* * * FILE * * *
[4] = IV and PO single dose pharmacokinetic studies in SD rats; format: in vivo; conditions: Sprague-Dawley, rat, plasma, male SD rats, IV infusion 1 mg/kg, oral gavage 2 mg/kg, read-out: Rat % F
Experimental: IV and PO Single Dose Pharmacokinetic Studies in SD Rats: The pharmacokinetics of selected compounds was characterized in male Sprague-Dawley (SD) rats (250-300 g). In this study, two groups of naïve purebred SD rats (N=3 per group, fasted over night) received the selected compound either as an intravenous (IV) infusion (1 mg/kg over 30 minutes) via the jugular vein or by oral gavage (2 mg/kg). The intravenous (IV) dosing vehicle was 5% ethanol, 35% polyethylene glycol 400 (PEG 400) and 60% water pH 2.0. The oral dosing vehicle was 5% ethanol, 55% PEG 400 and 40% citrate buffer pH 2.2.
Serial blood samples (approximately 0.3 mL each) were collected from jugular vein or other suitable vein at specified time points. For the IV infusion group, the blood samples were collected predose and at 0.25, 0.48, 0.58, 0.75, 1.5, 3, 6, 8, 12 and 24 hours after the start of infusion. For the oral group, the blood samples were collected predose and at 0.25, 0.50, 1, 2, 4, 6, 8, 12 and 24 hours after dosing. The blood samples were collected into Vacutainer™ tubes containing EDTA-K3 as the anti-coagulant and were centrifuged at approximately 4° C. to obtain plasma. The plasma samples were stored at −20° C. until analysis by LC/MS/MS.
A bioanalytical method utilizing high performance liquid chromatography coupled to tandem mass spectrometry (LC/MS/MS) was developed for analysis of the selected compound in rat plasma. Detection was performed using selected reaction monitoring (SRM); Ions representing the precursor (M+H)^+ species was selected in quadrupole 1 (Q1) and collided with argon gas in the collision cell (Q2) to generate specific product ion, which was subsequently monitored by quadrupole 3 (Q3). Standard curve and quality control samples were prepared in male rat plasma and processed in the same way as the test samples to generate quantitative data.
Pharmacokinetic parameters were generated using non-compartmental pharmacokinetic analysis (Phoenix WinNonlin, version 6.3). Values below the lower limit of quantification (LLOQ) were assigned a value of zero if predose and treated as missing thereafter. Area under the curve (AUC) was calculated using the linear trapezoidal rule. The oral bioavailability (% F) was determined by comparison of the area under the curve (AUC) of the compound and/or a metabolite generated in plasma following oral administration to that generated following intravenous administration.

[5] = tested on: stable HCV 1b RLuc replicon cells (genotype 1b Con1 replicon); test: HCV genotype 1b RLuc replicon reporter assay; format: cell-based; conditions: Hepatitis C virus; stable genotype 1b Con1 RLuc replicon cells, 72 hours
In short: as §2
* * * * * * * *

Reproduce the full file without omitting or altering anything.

[4] = IV and PO single dose pharmacokinetic studies in SD rats; format: in vivo; conditions: Sprague-Dawley, rat, plasma, male SD rats, IV infusion 1 mg/kg, oral gavage 2 mg/kg, read-out: Rat % F
Experimental: IV and PO Single Dose Pharmacokinetic Studies in SD Rats: The pharmacokinetics of selected compounds was characterized in male Sprague-Dawley (SD) rats (250-300 g). In this study, two groups of naïve purebred SD rats (N=3 per group, fasted over night) received the selected compound either as an intravenous (IV) infusion (1 mg/kg over 30 minutes) via the jugular vein or by oral gavage (2 mg/kg). The intravenous (IV) dosing vehicle was 5% ethanol, 35% polyethylene glycol 400 (PEG 400) and 60% water pH 2.0. The oral dosing vehicle was 5% ethanol, 55% PEG 400 and 40% citrate buffer pH 2.2.
Serial blood samples (approximately 0.3 mL each) were collected from jugular vein or other suitable vein at specified time points. For the IV infusion group, the blood samples were collected predose and at 0.25, 0.48, 0.58, 0.75, 1.5, 3, 6, 8, 12 and 24 hours after the start of infusion. For the oral group, the blood samples were collected predose and at 0.25, 0.50, 1, 2, 4, 6, 8, 12 and 24 hours after dosing. The blood samples were collected into Vacutainer™ tubes containing EDTA-K3 as the anti-coagulant and were centrifuged at approximately 4° C. to obtain plasma. The plasma samples were stored at −20° C. until analysis by LC/MS/MS.
A bioanalytical method utilizing high performance liquid chromatography coupled to tandem mass spectrometry (LC/MS/MS) was developed for analysis of the selected compound in rat plasma. Detection was performed using selected reaction monitoring (SRM); Ions representing the precursor (M+H)^+ species was selected in quadrupole 1 (Q1) and collided with argon gas in the collision cell (Q2) to generate specific product ion, which was subsequently monitored by quadrupole 3 (Q3). Standard curve and quality control samples were prepared in male rat plasma and processed in the same way as the test samples to generate quantitative data.
Pharmacokinetic parameters were generated using non-compartmental pharmacokinetic analysis (Phoenix WinNonlin, version 6.3). Values below the lower limit of quantification (LLOQ) were assigned a value of zero if predose and treated as missing thereafter. Area under the curve (AUC) was calculated using the linear trapezoidal rule. The oral bioavailability (% F) was determined by comparison of the area under the curve (AUC) of the compound and/or a metabolite generated in plasma following oral administration to that generated following intravenous administration.

[5] = tested on: stable HCV 1b RLuc replicon cells (genotype 1b Con1 replicon); test: HCV genotype 1b RLuc replicon reporter assay; format: cell-based; conditions: Hepatitis C virus; stable genotype 1b Con1 RLuc replicon cells, 72 hours
In short: as §2